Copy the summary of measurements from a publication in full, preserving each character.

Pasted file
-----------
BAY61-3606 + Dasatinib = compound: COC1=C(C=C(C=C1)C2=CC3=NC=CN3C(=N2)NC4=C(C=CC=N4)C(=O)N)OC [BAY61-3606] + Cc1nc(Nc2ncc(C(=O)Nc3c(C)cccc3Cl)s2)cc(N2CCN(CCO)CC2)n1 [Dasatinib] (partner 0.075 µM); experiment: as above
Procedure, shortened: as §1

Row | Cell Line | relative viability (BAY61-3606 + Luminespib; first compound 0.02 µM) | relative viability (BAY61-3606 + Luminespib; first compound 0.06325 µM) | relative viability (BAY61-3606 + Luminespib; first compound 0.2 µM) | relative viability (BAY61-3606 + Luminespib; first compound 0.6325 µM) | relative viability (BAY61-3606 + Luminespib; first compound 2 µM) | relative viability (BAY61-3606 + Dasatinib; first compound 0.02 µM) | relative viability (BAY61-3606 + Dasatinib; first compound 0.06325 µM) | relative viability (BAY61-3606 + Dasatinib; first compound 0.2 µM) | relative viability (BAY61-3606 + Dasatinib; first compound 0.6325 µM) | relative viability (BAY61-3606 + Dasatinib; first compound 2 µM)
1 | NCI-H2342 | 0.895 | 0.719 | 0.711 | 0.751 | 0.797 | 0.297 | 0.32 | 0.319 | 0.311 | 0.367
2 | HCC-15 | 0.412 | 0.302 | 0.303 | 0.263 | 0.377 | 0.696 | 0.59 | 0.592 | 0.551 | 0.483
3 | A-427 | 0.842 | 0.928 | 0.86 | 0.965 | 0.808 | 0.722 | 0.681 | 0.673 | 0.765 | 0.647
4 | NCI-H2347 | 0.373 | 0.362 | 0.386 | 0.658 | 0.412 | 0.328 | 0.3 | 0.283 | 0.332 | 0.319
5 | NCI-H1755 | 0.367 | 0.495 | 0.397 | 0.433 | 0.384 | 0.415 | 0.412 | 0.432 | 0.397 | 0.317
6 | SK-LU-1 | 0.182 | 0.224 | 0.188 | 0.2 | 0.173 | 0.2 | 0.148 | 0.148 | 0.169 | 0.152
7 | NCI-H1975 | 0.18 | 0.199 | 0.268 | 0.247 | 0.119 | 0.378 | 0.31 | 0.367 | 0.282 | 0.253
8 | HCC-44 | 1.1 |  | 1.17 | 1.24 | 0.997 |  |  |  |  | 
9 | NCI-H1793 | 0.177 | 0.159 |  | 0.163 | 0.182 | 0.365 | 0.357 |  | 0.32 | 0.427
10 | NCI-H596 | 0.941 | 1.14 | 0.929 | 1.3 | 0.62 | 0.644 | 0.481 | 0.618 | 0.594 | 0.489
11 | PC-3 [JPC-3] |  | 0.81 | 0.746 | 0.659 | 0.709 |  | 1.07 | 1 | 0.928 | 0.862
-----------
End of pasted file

BAY61-3606 + Dasatinib = compound: COC1=C(C=C(C=C1)C2=CC3=NC=CN3C(=N2)NC4=C(C=CC=N4)C(=O)N)OC [BAY61-3606] + Cc1nc(Nc2ncc(C(=O)Nc3c(C)cccc3Cl)s2)cc(N2CCN(CCO)CC2)n1 [Dasatinib] (partner 0.075 µM); experiment: as above
Procedure, shortened: as §1

Row | Cell Line | relative viability (BAY61-3606 + Luminespib; first compound 0.02 µM) | relative viability (BAY61-3606 + Luminespib; first compound 0.06325 µM) | relative viability (BAY61-3606 + Luminespib; first compound 0.2 µM) | relative viability (BAY61-3606 + Luminespib; first compound 0.6325 µM) | relative viability (BAY61-3606 + Luminespib; first compound 2 µM) | relative viability (BAY61-3606 + Dasatinib; first compound 0.02 µM) | relative viability (BAY61-3606 + Dasatinib; first compound 0.06325 µM) | relative viability (BAY61-3606 + Dasatinib; first compound 0.2 µM) | relative viability (BAY61-3606 + Dasatinib; first compound 0.6325 µM) | relative viability (BAY61-3606 + Dasatinib; first compound 2 µM)
1 | NCI-H2342 | 0.895 | 0.719 | 0.711 | 0.751 | 0.797 | 0.297 | 0.32 | 0.319 | 0.311 | 0.367
2 | HCC-15 | 0.412 | 0.302 | 0.303 | 0.263 | 0.377 | 0.696 | 0.59 | 0.592 | 0.551 | 0.483
3 | A-427 | 0.842 | 0.928 | 0.86 | 0.965 | 0.808 | 0.722 | 0.681 | 0.673 | 0.765 | 0.647
4 | NCI-H2347 | 0.373 | 0.362 | 0.386 | 0.658 | 0.412 | 0.328 | 0.3 | 0.283 | 0.332 | 0.319
5 | NCI-H1755 | 0.367 | 0.495 | 0.397 | 0.433 | 0.384 | 0.415 | 0.412 | 0.432 | 0.397 | 0.317
6 | SK-LU-1 | 0.182 | 0.224 | 0.188 | 0.2 | 0.173 | 0.2 | 0.148 | 0.148 | 0.169 | 0.152
7 | NCI-H1975 | 0.18 | 0.199 | 0.268 | 0.247 | 0.119 | 0.378 | 0.31 | 0.367 | 0.282 | 0.253
8 | HCC-44 | 1.1 |  | 1.17 | 1.24 | 0.997 |  |  |  |  | 
9 | NCI-H1793 | 0.177 | 0.159 |  | 0.163 | 0.182 | 0.365 | 0.357 |  | 0.32 | 0.427
10 | NCI-H596 | 0.941 | 1.14 | 0.929 | 1.3 | 0.62 | 0.644 | 0.481 | 0.618 | 0.594 | 0.489
11 | PC-3 [JPC-3] |  | 0.81 | 0.746 | 0.659 | 0.709 |  | 1.07 | 1 | 0.928 | 0.862